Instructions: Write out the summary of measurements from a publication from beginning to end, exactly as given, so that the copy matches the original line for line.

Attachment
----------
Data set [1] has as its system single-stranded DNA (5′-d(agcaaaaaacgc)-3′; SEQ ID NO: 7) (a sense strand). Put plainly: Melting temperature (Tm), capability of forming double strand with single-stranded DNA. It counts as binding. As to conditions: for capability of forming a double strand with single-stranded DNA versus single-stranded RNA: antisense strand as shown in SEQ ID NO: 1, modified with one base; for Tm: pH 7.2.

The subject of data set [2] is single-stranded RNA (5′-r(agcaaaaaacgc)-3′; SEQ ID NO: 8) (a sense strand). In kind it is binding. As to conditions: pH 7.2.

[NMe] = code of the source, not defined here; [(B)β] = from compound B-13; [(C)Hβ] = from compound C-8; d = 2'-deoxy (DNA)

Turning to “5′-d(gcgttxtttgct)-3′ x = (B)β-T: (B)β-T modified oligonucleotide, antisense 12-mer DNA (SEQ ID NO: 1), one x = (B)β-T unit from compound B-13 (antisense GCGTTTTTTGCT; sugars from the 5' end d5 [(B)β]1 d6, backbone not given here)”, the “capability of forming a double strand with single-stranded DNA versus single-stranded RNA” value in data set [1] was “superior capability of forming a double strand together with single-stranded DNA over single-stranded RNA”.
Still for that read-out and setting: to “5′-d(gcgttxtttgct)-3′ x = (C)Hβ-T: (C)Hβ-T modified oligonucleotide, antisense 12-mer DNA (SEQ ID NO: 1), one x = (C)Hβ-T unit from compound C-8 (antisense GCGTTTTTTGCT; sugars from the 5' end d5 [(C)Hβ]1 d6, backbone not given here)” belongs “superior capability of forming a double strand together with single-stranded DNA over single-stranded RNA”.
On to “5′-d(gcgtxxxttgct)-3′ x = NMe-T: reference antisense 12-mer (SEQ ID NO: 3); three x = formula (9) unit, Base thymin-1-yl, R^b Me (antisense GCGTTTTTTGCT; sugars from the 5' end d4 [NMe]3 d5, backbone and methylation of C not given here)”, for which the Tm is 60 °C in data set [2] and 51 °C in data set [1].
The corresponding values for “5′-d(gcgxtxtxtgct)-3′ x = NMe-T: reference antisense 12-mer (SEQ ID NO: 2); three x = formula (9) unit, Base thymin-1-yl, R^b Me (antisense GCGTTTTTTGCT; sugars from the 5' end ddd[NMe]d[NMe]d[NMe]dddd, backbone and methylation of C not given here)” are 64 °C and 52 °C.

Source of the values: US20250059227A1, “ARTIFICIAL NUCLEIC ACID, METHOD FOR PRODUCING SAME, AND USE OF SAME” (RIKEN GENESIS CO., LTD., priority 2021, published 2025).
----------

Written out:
Data set [1] has as its system single-stranded DNA (5′-d(agcaaaaaacgc)-3′; SEQ ID NO: 7) (a sense strand). Put plainly: Melting temperature (Tm), capability of forming double strand with single-stranded DNA. It counts as binding. As to conditions: for capability of forming a double strand with single-stranded DNA versus single-stranded RNA: antisense strand as shown in SEQ ID NO: 1, modified with one base; for Tm: pH 7.2.

The subject of data set [2] is single-stranded RNA (5′-r(agcaaaaaacgc)-3′; SEQ ID NO: 8) (a sense strand). In kind it is binding. As to conditions: pH 7.2.

[NMe] = code of the source, not defined here; [(B)β] = from compound B-13; [(C)Hβ] = from compound C-8; d = 2'-deoxy (DNA)

Turning to “5′-d(gcgttxtttgct)-3′ x = (B)β-T: (B)β-T modified oligonucleotide, antisense 12-mer DNA (SEQ ID NO: 1), one x = (B)β-T unit from compound B-13 (antisense GCGTTTTTTGCT; sugars from the 5' end d5 [(B)β]1 d6, backbone not given here)”, the “capability of forming a double strand with single-stranded DNA versus single-stranded RNA” value in data set [1] was “superior capability of forming a double strand together with single-stranded DNA over single-stranded RNA”.
Still for that read-out and setting: to “5′-d(gcgttxtttgct)-3′ x = (C)Hβ-T: (C)Hβ-T modified oligonucleotide, antisense 12-mer DNA (SEQ ID NO: 1), one x = (C)Hβ-T unit from compound C-8 (antisense GCGTTTTTTGCT; sugars from the 5' end d5 [(C)Hβ]1 d6, backbone not given here)” belongs “superior capability of forming a double strand together with single-stranded DNA over single-stranded RNA”.
On to “5′-d(gcgtxxxttgct)-3′ x = NMe-T: reference antisense 12-mer (SEQ ID NO: 3); three x = formula (9) unit, Base thymin-1-yl, R^b Me (antisense GCGTTTTTTGCT; sugars from the 5' end d4 [NMe]3 d5, backbone and methylation of C not given here)”, for which the Tm is 60 °C in data set [2] and 51 °C in data set [1].
The corresponding values for “5′-d(gcgxtxtxtgct)-3′ x = NMe-T: reference antisense 12-mer (SEQ ID NO: 2); three x = formula (9) unit, Base thymin-1-yl, R^b Me (antisense GCGTTTTTTGCT; sugars from the 5' end ddd[NMe]d[NMe]d[NMe]dddd, backbone and methylation of C not given here)” are 64 °C and 52 °C.

Source of the values: US20250059227A1, “ARTIFICIAL NUCLEIC ACID, METHOD FOR PRODUCING SAME, AND USE OF SAME” (RIKEN GENESIS CO., LTD., priority 2021, published 2025).